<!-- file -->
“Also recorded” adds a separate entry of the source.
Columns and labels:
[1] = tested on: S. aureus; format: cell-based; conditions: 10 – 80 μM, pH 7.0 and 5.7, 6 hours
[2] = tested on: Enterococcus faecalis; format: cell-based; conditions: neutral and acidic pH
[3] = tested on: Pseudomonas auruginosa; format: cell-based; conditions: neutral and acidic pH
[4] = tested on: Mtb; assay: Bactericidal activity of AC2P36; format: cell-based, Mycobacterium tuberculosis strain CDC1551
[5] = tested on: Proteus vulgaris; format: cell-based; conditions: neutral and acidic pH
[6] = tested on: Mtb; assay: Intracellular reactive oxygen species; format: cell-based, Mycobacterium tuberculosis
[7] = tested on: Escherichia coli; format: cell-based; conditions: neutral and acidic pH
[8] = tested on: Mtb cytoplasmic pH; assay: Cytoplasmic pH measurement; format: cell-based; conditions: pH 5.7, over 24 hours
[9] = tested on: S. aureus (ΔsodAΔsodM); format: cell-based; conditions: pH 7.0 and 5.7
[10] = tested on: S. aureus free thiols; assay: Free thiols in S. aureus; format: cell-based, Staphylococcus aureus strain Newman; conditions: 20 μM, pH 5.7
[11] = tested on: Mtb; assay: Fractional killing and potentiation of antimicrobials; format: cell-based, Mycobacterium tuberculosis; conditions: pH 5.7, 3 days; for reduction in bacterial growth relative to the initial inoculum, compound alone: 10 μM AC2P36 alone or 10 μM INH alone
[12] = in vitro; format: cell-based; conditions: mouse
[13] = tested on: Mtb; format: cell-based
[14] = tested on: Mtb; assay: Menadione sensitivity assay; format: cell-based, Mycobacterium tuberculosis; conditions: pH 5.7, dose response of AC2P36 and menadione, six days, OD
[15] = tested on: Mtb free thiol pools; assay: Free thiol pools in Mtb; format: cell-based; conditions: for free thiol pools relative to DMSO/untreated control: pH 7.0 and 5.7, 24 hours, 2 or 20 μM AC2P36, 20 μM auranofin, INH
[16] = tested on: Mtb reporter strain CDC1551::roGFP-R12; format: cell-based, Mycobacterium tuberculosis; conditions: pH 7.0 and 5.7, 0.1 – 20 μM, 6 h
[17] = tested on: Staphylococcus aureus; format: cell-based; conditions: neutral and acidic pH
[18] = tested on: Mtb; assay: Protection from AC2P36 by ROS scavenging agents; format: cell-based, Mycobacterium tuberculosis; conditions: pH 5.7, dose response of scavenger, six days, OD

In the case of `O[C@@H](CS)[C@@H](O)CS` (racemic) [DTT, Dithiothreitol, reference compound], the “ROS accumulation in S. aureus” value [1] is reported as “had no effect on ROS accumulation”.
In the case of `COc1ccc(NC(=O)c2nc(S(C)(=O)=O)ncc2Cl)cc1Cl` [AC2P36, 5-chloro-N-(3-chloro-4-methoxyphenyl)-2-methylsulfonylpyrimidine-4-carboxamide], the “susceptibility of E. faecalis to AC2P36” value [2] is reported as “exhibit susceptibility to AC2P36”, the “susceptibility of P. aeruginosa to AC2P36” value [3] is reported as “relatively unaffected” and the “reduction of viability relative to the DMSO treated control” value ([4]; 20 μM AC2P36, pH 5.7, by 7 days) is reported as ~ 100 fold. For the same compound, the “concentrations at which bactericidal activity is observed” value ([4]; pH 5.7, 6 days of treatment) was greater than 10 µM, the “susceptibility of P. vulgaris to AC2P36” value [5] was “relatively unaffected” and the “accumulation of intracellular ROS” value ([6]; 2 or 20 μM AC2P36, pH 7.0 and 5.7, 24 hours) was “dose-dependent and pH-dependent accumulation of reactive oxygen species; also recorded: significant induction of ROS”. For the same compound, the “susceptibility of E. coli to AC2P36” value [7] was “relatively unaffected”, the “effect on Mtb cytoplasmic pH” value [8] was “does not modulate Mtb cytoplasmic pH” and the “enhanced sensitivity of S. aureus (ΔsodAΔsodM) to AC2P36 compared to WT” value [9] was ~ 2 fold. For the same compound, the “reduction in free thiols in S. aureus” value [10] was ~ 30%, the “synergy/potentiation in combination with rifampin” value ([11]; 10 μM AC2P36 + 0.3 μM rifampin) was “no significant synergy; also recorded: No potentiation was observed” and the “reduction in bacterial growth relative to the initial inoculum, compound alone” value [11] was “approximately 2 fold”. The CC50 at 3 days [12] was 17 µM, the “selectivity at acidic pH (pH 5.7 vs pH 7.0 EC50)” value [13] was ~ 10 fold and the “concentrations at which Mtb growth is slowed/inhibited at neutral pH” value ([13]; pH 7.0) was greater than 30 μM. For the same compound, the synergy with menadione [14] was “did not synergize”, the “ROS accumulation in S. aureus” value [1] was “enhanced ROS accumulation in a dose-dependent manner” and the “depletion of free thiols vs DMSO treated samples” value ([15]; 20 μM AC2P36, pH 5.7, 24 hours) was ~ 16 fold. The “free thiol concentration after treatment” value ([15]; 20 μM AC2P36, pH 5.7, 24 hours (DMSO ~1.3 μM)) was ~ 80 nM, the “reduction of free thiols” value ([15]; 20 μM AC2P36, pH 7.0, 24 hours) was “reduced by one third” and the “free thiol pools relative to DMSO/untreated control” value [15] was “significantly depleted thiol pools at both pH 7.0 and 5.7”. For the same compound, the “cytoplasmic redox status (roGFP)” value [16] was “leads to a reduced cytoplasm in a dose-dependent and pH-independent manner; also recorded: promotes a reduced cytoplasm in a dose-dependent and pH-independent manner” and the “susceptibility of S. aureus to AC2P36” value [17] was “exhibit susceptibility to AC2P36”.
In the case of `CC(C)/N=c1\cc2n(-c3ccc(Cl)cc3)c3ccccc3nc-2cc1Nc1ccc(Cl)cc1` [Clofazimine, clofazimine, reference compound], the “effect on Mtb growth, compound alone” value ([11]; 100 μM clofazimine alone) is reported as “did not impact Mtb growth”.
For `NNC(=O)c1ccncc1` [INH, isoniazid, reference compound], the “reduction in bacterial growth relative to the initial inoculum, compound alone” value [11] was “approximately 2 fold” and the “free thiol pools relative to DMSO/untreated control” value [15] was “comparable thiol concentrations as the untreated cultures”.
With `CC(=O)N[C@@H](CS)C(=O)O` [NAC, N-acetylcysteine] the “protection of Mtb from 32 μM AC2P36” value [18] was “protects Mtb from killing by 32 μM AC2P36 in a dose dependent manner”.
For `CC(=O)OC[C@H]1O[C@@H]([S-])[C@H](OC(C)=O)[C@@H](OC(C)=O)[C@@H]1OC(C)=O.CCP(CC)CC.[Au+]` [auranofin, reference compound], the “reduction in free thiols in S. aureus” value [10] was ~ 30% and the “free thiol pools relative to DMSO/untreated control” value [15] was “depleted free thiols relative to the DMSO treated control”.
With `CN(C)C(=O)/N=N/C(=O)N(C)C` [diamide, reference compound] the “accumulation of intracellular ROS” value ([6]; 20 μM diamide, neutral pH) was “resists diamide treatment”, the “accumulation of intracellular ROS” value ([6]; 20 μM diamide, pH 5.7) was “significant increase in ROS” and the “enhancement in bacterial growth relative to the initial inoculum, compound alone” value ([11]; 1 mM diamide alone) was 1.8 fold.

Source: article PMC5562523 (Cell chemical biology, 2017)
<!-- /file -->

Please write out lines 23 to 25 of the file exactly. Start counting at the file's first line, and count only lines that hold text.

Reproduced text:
In the case of `CC(C)/N=c1\cc2n(-c3ccc(Cl)cc3)c3ccccc3nc-2cc1Nc1ccc(Cl)cc1` [Clofazimine, clofazimine, reference compound], the “effect on Mtb growth, compound alone” value ([11]; 100 μM clofazimine alone) is reported as “did not impact Mtb growth”.
For `NNC(=O)c1ccncc1` [INH, isoniazid, reference compound], the “reduction in bacterial growth relative to the initial inoculum, compound alone” value [11] was “approximately 2 fold” and the “free thiol pools relative to DMSO/untreated control” value [15] was “comparable thiol concentrations as the untreated cultures”.
With `CC(=O)N[C@@H](CS)C(=O)O` [NAC, N-acetylcysteine] the “protection of Mtb from 32 μM AC2P36” value [18] was “protects Mtb from killing by 32 μM AC2P36 in a dose dependent manner”.